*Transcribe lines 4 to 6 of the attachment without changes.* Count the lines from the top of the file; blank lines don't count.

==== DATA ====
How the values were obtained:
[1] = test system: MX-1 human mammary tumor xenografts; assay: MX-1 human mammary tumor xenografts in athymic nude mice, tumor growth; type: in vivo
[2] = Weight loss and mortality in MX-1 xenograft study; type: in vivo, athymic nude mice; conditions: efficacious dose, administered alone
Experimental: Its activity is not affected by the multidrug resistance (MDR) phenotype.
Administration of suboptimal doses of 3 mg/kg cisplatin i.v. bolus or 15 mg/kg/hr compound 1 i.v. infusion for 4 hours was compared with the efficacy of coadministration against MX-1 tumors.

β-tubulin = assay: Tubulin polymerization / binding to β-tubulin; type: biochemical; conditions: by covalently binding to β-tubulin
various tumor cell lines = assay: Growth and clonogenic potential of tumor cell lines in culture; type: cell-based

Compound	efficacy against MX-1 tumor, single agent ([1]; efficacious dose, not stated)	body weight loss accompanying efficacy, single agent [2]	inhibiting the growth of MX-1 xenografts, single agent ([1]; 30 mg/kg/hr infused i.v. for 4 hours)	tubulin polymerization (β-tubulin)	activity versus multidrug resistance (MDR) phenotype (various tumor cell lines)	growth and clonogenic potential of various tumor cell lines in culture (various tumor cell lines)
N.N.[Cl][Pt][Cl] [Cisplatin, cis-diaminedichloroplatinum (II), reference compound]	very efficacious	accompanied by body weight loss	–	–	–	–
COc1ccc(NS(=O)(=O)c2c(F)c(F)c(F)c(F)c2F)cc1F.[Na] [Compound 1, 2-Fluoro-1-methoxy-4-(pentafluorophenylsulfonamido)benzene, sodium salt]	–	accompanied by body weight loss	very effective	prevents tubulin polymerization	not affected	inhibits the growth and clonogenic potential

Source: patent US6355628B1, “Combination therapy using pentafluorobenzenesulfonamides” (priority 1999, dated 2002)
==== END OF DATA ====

Experimental: Its activity is not affected by the multidrug resistance (MDR) phenotype.
Administration of suboptimal doses of 3 mg/kg cisplatin i.v. bolus or 15 mg/kg/hr compound 1 i.v. infusion for 4 hours was compared with the efficacy of coadministration against MX-1 tumors.

β-tubulin = assay: Tubulin polymerization / binding to β-tubulin; type: biochemical; conditions: by covalently binding to β-tubulin